A lot of cast iron aficionados would wince at the picture above. The conventional wisdom is that you never use dish soap or a sponge or scrub pad in cast iron. In a perfect world, that’s good advice. But there are times where food will stick to the bottom of even the most well-seasoned pan.
There are also occasions where a cast iron pan picks up a fishy smell from cooking fish, especially oily fish like salmon or mackerel. At times like that, a little dish soap and some gentle rubbing can make short work of the most burnt-on foods and stubborn odors.
If the buildup is particularly resistant, you can toss a tablespoon of coarse salt into the pan, place over medium heat to carbonize the food buildup, then scrub with a dry cloth or a crumpled piece of aluminum foil. The salt will act as an abrasive that will not compromise the seasoning. When done, rinse under hot water and thoroughly dry.
It’s also important to place the cast iron pot or pan over a kitchen range for a couple of minutes to evaporate any residual moisture after drying with a towel. Let cool and then apply some oil to the pot or pan and spread over the top and bottom with a towel.
Buff until shiny and no oil is standing. Reheat again briefly over medium heat on the stovetop for about a minute. If you skip this step, your pan can come out of the pantry sticky and will need to be rinsed under hot water again.
Restoring a Rusty Cast Iron Pan
The typical damage affecting cast iron is rust.
You won’t need any tools, only a few materials:
- Fine grit sandpaper
- Steel wool
- Cloth dish towels
Here’s how to treat rust on a cast iron pan:
- It’s possible the sandpaper will be unnecessary, but if the pan is heavily rusted, a light sanding will remove it.
- You can then continue removing the rust with the steel wool.
- Once the rust has been removed, gently rub the pan with a wet dish towel to remove any rust powder and then completely dry.
- Generously oil the pan and rub dry with another towel.
- Repeat the oven treatment at 325 degrees Fahrenheit for one hour.
- Remove from the oven and let cool and buff dry to a gloss.
Care and Storage of Cast Iron
This may seem a bit fussy, but with a little bit of effort, our cast iron cookware might last longer than we do. The whole key is to avoid and prevent the moisture that can cause cast iron to rust and lose its seasoning. Here are some simple tips to protect your cast iron.
- Store your cast iron with the lid off if it has one. You could also toss a crumpled paper towel into the pot or pan to absorb any lingering moisture.
- Store your cast iron in a dry place. A pantry under the range top or over the stove if they’re not too heavy is a good idea. A pantry under the sink is not.
- When heating a cast iron pot or pan, try to use lower heat on your range top. The cast iron can and will get very hot, but it’s best done slowly rather than a rapid burst of high heat that can damage the pan.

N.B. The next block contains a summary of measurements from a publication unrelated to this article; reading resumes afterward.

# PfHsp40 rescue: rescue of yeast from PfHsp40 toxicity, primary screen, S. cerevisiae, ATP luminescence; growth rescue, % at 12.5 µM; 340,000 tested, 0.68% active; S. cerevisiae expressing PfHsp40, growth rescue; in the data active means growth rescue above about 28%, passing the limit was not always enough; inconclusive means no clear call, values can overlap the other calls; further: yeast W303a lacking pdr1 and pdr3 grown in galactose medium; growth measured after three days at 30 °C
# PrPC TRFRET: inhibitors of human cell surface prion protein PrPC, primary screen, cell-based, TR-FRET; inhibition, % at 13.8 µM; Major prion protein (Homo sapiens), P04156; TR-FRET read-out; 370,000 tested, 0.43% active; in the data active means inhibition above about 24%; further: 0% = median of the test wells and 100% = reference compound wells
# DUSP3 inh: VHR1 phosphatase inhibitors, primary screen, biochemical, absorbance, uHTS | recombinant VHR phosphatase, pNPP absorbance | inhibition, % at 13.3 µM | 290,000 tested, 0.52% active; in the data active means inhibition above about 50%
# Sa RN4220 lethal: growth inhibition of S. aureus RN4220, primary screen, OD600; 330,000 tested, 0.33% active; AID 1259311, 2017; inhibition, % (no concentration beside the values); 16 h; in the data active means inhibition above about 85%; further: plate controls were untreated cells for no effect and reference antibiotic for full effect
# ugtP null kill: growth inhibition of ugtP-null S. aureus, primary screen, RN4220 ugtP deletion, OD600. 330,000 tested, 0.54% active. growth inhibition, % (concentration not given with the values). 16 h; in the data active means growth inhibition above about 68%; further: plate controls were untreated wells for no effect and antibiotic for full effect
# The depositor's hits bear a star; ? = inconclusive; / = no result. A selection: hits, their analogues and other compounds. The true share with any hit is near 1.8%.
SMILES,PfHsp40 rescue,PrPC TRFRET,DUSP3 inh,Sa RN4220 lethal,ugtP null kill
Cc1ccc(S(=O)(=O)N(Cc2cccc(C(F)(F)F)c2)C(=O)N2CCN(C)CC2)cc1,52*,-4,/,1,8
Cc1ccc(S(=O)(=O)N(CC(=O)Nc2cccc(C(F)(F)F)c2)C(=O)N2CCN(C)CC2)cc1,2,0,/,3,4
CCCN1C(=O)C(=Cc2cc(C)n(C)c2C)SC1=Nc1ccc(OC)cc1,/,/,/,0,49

- Never dump cold water into a very hot cast iron pan. The cast iron can actually crack or fracture. Let it cool down first.
- Use plastic or wooden utensils. Cast iron is not as delicate as some non-stick cookware, but hard scrapes from metal utensils can give moisture a chance to penetrate the seasoned surface and cause rust or pitting.
- If cooking acidic foods, remove them from the cast iron pot or pan as soon as you’re done cooking.
- Do not use cast iron to store food. All cooked foods have a certain degree of moisture, and this will eventually break down the seasoning.
- Never submerge cast iron in water. A quick rinse with hot water and immediate drying is recommended.
- Never wash cast iron in the dishwasher. It will destroy the seasoning and will begin to rust as the dishwasher goes into the drying cycle.
Cooking with Cast Iron
There are many recipes that lend themselves to cast iron cooking as the ideal cooking method. We’re going to cover a few of those, including some recipes that have historical precedent going back a century or more. Some of the recipes are cooked conventionally on a range or in an oven, but all can be cooked off-grid in a wood-fired stove or over an open fire.
One thing to remember when it comes to cooking with cast iron: Avoid using a cast iron pot or pan to boil water. The water will destroy the seasoning and will lead to a rapid crust of rust.
In an emergency, you can use cast iron to boil water, but you’ll need to re-season it again. Liquids like stock or broths can be added with other ingredients as you would do in a cast iron Dutch oven for a pot roast, but using cast iron to boil water for pasta is a bad idea.
If you do use cast iron to braise or simmer food, you should follow up with some quick reconditioning steps like a thorough rinse with hot water, a light scrub, and oil again to preserve the patina and the seasoning of the iron.
It’s almost like cast iron was made for cornbread. Cooks, moms, and grandmas have been using it for centuries to make a bread that is a distinctive, American staple. We’ll cover a traditional way to bake this in the oven and also an off-grid variation that works in the wild.
There are two types of corn products that often show up in cornbread. One is cornmeal, which is a bit granular, and the other is corn flour or “Masa Harina” which has a powder-like consistency similar to white flour. Either variation works, and you can combine them. The cornmeal gives a little more texture to the cornbread while the corn flour creates a smoother bread.
Corn Bread Recipe:
(Makes a 3/4-pound loaf in a 7” diameter (#5) cast iron pan. To make a larger loaf, double or triple the ingredients and bake in a larger pan depending on ingredient increase. If in doubt, a larger pan is better than smaller).
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- 1 1/2 cups of either corn meal, corn flour, or a combination
- 1 teaspoon of baking soda
- ½ teaspoon of salt
- 1 tablespoon of melted butter (can substitute any fat or oil if off-grid)
- 1/3 cup of milk (or water if off-grid and milk not available)
- 1 egg (optional if off-grid)